An analysis of Reich et al.’s study reveals that these conclusions are incorrect.
The study analyzed DNA from 612 ancient individuals, including 65 ancient South Asian individuals from the Swat Valley in present-day northern Pakistan (1200 BCE – 1 CE). The data was co-analyzed with genome-wide data from present-day individuals, 1,789 of which were from 246 ethnographically-distinct groups in South Asia.
The study finds evidence between 3100 – 2200 BCE, in Turkmenistan and Iran, of population groups that have Indian ancestry. It hypothesizes that these Indian-ancestry individuals were recent migrants from the IVC. In other words, this is evidence of westward migration of Indians. The study also finds evidence of Indian ancestry in individuals living in the Bactria–Margiana Archaeological Complex (BMAC) between 2300 – 1400 BCE.
Reich et al. find that migrants from the Central Asian Steppe integrated into the Indian population along the northern fringe of the Indus Valley Civilization (IVC), in Swat Valley (present-day Pakistan), between 1200 BCE – 1 CE. This mixed population is genetically similar to present-day people of Swat Valley. They call this the “Indus periphery” group.
They estimate that Iranian ancestry must have reached the Indus Valley by the 4th millennium BCE. They find that Indus Periphery related people are the single most important source of ancestry in South Asia today, with significant contributions to North Indian as well as South Indian population groups.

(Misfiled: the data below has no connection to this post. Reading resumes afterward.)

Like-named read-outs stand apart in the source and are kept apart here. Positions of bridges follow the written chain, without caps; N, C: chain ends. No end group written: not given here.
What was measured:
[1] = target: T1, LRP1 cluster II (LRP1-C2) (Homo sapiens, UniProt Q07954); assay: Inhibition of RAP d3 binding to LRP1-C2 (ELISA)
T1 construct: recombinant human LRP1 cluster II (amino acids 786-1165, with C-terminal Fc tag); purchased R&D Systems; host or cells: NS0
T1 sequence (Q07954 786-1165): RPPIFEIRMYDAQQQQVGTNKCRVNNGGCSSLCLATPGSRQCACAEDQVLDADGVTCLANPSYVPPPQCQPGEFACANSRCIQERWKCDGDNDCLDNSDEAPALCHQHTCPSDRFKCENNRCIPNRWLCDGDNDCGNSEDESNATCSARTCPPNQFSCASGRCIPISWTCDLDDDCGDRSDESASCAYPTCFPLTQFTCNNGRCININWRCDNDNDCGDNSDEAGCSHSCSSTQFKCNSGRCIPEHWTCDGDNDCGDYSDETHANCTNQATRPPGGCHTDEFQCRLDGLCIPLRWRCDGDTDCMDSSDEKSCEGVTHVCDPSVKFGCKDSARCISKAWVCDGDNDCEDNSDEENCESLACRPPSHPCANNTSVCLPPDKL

In short, the study confirms that there were migrations of people with Iranian as well as Central Asian Steppe ancestry into India at various times between the 4th and the 2nd millennium BCE.
At first glance, this appears to be game, set, and match in favor of the AIT. There is proof of migrations into India, after all, from Iran and Central Asia, and that too around the 2nd millennium BCE, when the IVC is known to have declined.
However, there is more to this than meets the eye. Let us examine what is missing from Reich et al.’s study.
First, and most importantly, Reich et al. did not have access to ancient Harappan (IVC) DNA. Without this crucial evidence, the study is unable to reach any definitive conclusion about the origin of the people of the IVC.
The paper explicitly states that
We do not have access to any DNA directly sampled from the Indus Valley Civilization (IVC)”
and that